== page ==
Mistakes, growth and shoes: the Twoobs story

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Aussie shoe sensations Twoobs have pushed bloggers Jess and Stef Dadon into a new realm. But before the success of their foam sandals took hold, the Melbourne sisters had to tour China in a dodgy minivan, do battle with disappearing manufacturers and pay models to wear bikinis in freezing New York temperatures.

The pair say their manufacturing mishaps and masterstroke marketing have led them to early successes – such as a sell-out collaboration with Gorman – they had never dared to dream of.

Jess (left) and Stef Dadon  are the founders of Twoobs.

Jess (left) and Stef Dadon are the founders of Twoobs.

Photo: Mary Tham

Fairfax estimates Twoobs’ turnover for 2017 at $250,000 and the sisters say sales have quadrupled and are projecting turnover for the coming financial year of more than $1 million. Not bad for a two-year-old company employing just three people.

“We still always get excited when we see people wearing them in the street,” Stef says.

“We run up to them like, ‘That’s our shoe brand’.”

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The excitement is understandable. After all, the Dadons have no prior experience in the footwear industry and are still feeling their way.

“When we first set out to design them, we really did not know anything about shoe design and we just met up with anybody who we could think of who was working in or around the footwear industry,” Stef explains.

The beginnings of Twoobs

Twoobs, pronounced Toobs, was born when industry heavyweight Windsor Smith asked the Dadons to design a line of shoes. Known for their love of platform shoes through their fashion blog How Two Live, the sisters set about making comfortable shoes for any occasion.

Inspired by the results of the Windsor Smith collaboration – their five designs sold out in one day – they plunged into Australia’s $3.3 billion footwear industry.

Finding a trustworthy manufacturer in China proved to be the most challenging step.

“Very generously, a colleague of ours who manufactured shoes in China, invited us to China to show us the ropes,” Jess explains.

“He literally took us over the border to China in this weird minivan, and we ended up having to switch vans halfway through again, and we were really confused and kind of scared, and we just started meeting factories and manufacturers over there.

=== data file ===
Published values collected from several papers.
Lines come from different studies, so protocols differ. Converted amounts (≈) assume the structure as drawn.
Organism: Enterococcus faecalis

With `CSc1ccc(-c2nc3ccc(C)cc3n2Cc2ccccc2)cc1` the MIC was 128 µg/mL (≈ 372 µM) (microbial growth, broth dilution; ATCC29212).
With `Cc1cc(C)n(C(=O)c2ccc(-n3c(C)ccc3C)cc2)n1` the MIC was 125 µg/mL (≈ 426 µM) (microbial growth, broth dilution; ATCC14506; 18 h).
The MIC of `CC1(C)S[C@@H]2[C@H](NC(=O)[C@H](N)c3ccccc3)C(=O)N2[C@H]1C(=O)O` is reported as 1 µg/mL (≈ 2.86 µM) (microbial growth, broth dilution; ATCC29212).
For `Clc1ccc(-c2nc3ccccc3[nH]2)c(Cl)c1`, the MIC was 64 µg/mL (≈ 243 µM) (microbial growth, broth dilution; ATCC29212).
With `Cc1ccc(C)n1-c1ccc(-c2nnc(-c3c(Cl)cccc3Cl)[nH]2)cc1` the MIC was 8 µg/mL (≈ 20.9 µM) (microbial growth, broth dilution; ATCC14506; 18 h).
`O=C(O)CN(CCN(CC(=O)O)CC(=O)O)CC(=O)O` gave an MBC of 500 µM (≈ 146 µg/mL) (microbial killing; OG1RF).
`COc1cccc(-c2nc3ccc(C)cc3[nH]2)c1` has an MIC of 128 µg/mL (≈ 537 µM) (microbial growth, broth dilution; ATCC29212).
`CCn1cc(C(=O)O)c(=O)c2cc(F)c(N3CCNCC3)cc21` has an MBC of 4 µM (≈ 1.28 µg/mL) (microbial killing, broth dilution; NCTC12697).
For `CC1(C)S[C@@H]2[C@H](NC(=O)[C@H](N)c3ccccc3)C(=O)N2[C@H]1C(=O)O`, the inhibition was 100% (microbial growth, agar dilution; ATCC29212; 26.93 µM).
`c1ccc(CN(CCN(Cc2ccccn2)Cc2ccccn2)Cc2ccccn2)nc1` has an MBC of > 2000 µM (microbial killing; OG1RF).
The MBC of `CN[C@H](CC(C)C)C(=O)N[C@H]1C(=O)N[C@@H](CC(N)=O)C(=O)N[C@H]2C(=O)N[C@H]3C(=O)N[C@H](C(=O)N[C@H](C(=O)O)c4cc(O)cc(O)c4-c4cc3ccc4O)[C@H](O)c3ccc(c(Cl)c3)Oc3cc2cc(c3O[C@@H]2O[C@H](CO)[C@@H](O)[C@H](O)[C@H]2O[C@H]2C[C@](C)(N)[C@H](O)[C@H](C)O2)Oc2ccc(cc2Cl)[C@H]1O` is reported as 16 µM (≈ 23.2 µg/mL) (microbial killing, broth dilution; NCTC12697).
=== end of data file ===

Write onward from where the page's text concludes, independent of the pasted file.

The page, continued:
“We definitely did get a little bit carried away in the beginning I think. No one really tells you much about price, and things like that. So we were just shopping around.”

The disasters that followed included shoe samples going missing and one factory suddenly and permanently closing at Chinese New Year. The Dadons’ misadventures in China was the subject of a presentation at the recent Pause Fest, titled “All the mistakes we made when designing and manufacturing shoes in China”.

The pair tried, and failed, three manufacturers before finding success with a fourth. It was a learning experience and a half, says Stef.

“I think it’s always best to do your own research,” she says.

“People will tell you it’s impossible to find small-run factories, but I think it is worth shopping around until you find the right one who will do small quantities and believe in your vision, and build it up from there.

“Because the last thing you want is to be stuck with a bunch of stuff that you can’t move. You’re better off selling out on your first day, and then building it up from there.”

Launching at New York Fashion Week

The brand was launched at the 2016 New York Fashion Week, but not officially. The Dadons spent $500 on three bikini-clad models wearing Twoobs shoes outside fashion week venues. Posing in -4C, the models grabbed the attention of photographers waiting outside the venues.

Stef and Jess Dadon launched TWOOBS footwear with fleshy models chilling in the New York winter.

Stef and Jess Dadon launched TWOOBS footwear with fleshy models chilling in the New York winter.

It created a buzz that seemingly hasn’t died down. The Twoobs 2017 collaboration with Gorman was a sell-out and in Jess’ words, “just absolutely mental”.

During their ups and downs, the Dadons have looked for advice from female entrepreneurs such as Sharon Thurin, director of healthy snacks company Slim Secrets, and Amanda Coote, founder of fashion retailer Forever New.

Thurin says the sisters have intuitive creative and social media knowhow, and have already come a long way in getting to grips with the retail sector.

“Without a doubt their ability to sell themselves and hence their Twoobs has helped make their brand a success,” she says.

“When I first met Jess and Stef they were both trying to do everything in the business together rather than allocating certain roles to each other so that they didn’t cross over and waste time.

“They have become better at managing their time so that they can work on growing the brand. In terms of hiring the right people to work with them in their business they have at times moved in the wrong direction, but always listen to suggestions and follow through.”

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